At certain depths during large diameter displacement pile driving, rebound well over 0.25 inches was experienced, followed by a small permanent set during each hammer blow. High pile rebound (HPR) soils may stop the pile driving and results in a limited pile capacity. In some cases, rebound leads to pile damage, delaying the construction project, and the requiring foundations redesign. HPR was evaluated at seven Florida sites, during driving of square precast, prestressed concrete piles driven into saturated, fine silty to clayey sands and sandy clays. Pile Driving Analyzer (PDA) deflection versus time data recorded during installation, was used to develop correlations between cone penetrometer (CPT) pore-water pressures, pile displacements and rebound. At five sites where piles experienced excessive HPR with minimal set, the pore pressure yielded very high positive values of greater than 20 tsf. However, at the site where the pile rebounded, followed by an acceptable permanent set, the measured pore pressure ranged between 5 and 20 tsf. The pore pressure exhibited values of less than 5 tsf at the site where no rebound was noticed. In summary, direct correlations between CPTu pore pressure and rebound were produced, allowing identification of soils that produce HPR.

Keywords: CPTU, pore water pressure, pile rebound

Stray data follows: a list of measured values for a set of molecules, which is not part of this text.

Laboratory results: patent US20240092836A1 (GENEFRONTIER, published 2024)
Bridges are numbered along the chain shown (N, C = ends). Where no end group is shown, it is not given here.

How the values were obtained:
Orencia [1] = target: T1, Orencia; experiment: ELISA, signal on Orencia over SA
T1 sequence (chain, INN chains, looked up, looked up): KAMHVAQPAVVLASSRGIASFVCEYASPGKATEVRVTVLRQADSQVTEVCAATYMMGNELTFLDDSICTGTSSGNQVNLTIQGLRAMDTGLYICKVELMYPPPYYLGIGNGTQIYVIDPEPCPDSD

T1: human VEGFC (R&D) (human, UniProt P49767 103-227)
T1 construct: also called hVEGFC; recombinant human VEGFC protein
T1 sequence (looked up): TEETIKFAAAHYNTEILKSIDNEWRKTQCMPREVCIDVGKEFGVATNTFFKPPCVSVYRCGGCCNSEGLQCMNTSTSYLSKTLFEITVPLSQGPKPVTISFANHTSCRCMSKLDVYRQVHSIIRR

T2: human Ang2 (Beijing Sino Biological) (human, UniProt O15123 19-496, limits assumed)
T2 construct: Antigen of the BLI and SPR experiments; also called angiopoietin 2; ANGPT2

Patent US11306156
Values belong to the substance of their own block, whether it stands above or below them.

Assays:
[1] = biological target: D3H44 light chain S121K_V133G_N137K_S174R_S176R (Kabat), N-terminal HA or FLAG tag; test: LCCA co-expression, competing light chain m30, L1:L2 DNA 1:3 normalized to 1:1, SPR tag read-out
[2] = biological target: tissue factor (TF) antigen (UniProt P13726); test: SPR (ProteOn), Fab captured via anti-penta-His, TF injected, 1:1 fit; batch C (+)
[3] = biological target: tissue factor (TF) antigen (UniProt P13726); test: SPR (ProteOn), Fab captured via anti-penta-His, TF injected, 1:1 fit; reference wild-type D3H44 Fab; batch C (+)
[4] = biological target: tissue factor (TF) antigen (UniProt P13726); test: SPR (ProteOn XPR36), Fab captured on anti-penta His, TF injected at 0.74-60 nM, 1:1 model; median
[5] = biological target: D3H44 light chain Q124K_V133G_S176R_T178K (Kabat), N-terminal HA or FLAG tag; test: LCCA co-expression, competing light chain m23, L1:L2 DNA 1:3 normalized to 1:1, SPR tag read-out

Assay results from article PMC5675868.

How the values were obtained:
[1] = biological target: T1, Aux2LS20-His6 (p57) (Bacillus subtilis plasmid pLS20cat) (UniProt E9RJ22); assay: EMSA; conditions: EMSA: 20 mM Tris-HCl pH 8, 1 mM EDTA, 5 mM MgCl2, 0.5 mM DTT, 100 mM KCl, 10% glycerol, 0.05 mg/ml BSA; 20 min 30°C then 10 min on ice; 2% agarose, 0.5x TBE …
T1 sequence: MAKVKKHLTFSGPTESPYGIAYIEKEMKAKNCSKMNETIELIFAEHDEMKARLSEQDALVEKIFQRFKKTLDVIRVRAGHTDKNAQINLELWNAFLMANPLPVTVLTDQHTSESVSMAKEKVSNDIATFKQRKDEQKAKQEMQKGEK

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1529 Morphology Optimization and Photophysics Study in Air-Processed Perovskite Solar Cells

Authors: Soumitra Satapathi, Anubhav Raghav


Perovskite solar cell technology has passed through a phase of unprecedented growth in the efficiency scale from 3.8% to above 22% within a half decade. This technology has drawn tremendous research interest. It has been observed that performances of perovskite based solar cells are extremely dependent on the morphology and crystallinity of the perovskite layer. It has also been observed that device lifetime depends on the perovskite morphology; devices with larger perovskite grains degrade slowly than those of the smaller ones. Various methods of perovskite growth have been applied to achieve the most appropriate morphology necessary for high efficient solar cells. The recent progress in morphology optimization by various methods emphasizing on grain sizes, stoichiometry, and ambient compatibility as well as photophysics study in air-processed perovskite solar cells will be discussed.

Keywords: perovskite solar cells, morphology optimization, photophysics study, air-processed solar cells

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1528 Synthesis and Characterisations of Cordierite Bonded Porous SiC Ceramics by Sol Infiltration Technique

Authors: Sanchita Baitalik, Nijhuma Kayal, Omprakash Chakrabarti